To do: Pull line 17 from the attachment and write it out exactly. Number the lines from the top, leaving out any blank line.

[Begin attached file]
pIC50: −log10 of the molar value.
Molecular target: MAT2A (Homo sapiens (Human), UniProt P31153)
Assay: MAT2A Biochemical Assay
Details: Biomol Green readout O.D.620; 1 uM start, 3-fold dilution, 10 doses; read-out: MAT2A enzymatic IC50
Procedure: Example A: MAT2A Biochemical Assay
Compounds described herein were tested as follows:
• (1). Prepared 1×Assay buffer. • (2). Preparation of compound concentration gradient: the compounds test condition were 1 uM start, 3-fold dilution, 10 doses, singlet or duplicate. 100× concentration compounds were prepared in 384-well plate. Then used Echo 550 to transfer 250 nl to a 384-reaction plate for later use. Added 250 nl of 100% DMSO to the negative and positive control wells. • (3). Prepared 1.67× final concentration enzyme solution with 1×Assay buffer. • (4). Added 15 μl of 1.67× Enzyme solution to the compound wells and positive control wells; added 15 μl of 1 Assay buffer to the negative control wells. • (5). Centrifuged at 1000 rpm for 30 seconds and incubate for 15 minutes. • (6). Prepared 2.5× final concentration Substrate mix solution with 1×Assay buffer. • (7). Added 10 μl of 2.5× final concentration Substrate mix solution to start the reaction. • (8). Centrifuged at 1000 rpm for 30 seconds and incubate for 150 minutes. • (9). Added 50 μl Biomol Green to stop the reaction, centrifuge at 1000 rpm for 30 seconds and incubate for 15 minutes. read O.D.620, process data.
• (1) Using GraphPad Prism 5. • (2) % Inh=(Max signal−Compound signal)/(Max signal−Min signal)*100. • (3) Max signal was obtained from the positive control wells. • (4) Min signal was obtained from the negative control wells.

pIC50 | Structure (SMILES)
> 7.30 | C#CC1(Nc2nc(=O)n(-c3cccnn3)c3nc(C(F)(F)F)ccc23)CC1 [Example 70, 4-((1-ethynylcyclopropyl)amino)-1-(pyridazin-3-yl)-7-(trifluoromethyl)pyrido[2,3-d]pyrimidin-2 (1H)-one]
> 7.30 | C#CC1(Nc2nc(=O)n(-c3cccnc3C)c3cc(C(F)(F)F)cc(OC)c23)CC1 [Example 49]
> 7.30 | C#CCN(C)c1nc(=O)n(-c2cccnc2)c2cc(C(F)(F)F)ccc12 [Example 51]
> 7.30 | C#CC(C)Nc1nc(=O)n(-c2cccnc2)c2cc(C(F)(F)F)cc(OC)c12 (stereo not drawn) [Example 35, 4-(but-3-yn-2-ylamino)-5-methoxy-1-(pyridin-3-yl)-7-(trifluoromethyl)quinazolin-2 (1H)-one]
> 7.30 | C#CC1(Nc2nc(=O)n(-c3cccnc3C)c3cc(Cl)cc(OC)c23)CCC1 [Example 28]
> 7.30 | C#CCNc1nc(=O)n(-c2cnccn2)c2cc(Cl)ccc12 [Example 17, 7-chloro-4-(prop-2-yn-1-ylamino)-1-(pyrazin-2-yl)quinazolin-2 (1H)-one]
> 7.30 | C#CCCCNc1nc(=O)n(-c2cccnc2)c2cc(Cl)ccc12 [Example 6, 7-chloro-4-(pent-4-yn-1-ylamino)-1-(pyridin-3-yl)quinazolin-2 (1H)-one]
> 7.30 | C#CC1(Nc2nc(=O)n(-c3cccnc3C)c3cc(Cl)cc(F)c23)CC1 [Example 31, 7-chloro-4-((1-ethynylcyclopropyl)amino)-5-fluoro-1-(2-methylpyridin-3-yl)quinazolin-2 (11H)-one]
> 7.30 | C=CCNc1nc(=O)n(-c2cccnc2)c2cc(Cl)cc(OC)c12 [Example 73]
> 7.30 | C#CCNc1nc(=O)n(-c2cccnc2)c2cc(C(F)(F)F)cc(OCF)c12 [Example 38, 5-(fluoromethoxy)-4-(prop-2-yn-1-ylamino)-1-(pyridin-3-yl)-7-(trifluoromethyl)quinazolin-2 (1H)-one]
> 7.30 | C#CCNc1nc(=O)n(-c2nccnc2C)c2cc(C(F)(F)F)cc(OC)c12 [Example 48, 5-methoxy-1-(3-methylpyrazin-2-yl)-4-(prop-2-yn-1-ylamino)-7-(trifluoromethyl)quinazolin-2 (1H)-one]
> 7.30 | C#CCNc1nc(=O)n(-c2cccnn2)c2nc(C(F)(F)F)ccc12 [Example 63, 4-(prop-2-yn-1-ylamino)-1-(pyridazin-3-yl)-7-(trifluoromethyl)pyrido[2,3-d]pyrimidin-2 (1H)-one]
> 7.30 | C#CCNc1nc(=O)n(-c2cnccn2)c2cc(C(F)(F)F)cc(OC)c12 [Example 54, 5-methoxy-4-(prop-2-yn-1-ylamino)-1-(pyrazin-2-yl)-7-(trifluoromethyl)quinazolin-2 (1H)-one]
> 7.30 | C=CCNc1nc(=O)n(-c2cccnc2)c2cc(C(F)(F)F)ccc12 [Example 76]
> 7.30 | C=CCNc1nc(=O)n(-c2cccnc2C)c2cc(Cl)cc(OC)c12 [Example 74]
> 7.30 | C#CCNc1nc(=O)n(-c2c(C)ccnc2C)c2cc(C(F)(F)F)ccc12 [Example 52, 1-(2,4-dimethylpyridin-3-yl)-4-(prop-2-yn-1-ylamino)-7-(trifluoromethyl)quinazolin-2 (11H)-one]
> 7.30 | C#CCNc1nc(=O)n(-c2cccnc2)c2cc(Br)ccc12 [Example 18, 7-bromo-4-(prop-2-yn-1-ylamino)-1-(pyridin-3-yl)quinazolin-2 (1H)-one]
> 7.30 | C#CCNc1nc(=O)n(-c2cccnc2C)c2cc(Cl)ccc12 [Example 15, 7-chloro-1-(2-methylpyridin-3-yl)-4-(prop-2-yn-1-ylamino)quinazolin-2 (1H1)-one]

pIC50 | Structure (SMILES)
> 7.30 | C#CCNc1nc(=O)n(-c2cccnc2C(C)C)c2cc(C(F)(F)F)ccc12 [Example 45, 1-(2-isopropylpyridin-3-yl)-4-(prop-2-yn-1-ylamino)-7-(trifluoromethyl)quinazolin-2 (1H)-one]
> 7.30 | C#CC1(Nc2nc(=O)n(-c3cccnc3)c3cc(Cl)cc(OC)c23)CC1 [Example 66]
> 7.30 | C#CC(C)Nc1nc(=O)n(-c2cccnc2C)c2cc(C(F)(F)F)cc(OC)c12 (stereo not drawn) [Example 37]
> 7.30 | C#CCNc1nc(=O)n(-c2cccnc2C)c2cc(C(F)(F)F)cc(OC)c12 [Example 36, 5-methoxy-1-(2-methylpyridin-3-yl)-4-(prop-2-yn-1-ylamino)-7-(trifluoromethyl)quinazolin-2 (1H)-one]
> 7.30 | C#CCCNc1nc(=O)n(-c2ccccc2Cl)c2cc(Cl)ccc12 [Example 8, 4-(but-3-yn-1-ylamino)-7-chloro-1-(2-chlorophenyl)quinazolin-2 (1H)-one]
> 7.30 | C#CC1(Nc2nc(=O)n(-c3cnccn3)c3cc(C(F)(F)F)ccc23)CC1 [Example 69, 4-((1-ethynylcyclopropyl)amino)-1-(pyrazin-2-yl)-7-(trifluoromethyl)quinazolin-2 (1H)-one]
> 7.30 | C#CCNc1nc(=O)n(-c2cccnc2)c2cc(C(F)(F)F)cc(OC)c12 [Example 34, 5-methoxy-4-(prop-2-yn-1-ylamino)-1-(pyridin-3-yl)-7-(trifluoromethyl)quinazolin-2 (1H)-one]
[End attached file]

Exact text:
> 7.30 | C#CC1(Nc2nc(=O)n(-c3cccnc3C)c3cc(Cl)cc(F)c23)CC1 [Example 31, 7-chloro-4-((1-ethynylcyclopropyl)amino)-5-fluoro-1-(2-methylpyridin-3-yl)quinazolin-2 (11H)-one]